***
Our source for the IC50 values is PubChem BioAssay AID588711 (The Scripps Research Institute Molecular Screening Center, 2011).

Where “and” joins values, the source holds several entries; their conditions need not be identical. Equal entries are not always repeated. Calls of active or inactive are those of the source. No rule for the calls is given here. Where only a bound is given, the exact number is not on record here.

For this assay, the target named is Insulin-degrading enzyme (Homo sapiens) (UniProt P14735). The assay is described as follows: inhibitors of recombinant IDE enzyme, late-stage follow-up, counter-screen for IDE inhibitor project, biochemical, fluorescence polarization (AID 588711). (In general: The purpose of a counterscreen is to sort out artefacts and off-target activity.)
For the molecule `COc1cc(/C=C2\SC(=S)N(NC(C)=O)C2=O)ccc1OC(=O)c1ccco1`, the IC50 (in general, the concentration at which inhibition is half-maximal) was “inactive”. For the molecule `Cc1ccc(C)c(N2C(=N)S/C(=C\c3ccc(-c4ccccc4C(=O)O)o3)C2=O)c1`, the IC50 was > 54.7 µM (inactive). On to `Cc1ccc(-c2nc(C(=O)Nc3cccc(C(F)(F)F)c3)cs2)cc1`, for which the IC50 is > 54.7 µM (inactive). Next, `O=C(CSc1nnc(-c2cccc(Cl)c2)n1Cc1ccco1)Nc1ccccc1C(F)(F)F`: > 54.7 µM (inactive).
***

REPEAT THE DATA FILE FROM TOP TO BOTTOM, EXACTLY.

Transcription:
Our source for the IC50 values is PubChem BioAssay AID588711 (The Scripps Research Institute Molecular Screening Center, 2011).

Where “and” joins values, the source holds several entries; their conditions need not be identical. Equal entries are not always repeated. Calls of active or inactive are those of the source. No rule for the calls is given here. Where only a bound is given, the exact number is not on record here.

For this assay, the target named is Insulin-degrading enzyme (Homo sapiens) (UniProt P14735). The assay is described as follows: inhibitors of recombinant IDE enzyme, late-stage follow-up, counter-screen for IDE inhibitor project, biochemical, fluorescence polarization (AID 588711). (In general: The purpose of a counterscreen is to sort out artefacts and off-target activity.)
For the molecule `COc1cc(/C=C2\SC(=S)N(NC(C)=O)C2=O)ccc1OC(=O)c1ccco1`, the IC50 (in general, the concentration at which inhibition is half-maximal) was “inactive”. For the molecule `Cc1ccc(C)c(N2C(=N)S/C(=C\c3ccc(-c4ccccc4C(=O)O)o3)C2=O)c1`, the IC50 was > 54.7 µM (inactive). On to `Cc1ccc(-c2nc(C(=O)Nc3cccc(C(F)(F)F)c3)cs2)cc1`, for which the IC50 is > 54.7 µM (inactive). Next, `O=C(CSc1nnc(-c2cccc(Cl)c2)n1Cc1ccco1)Nc1ccccc1C(F)(F)F`: > 54.7 µM (inactive).